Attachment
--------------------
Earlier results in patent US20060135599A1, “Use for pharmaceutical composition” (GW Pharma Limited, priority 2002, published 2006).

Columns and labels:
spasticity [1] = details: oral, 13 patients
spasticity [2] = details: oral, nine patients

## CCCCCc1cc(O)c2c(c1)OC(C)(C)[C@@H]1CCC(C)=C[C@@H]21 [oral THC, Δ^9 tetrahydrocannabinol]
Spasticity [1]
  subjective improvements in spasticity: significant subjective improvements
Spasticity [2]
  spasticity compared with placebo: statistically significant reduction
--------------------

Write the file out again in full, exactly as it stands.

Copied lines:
Earlier results in patent US20060135599A1, “Use for pharmaceutical composition” (GW Pharma Limited, priority 2002, published 2006).

Columns and labels:
spasticity [1] = details: oral, 13 patients
spasticity [2] = details: oral, nine patients

## CCCCCc1cc(O)c2c(c1)OC(C)(C)[C@@H]1CCC(C)=C[C@@H]21 [oral THC, Δ^9 tetrahydrocannabinol]
Spasticity [1]
  subjective improvements in spasticity: significant subjective improvements
Spasticity [2]
  spasticity compared with placebo: statistically significant reduction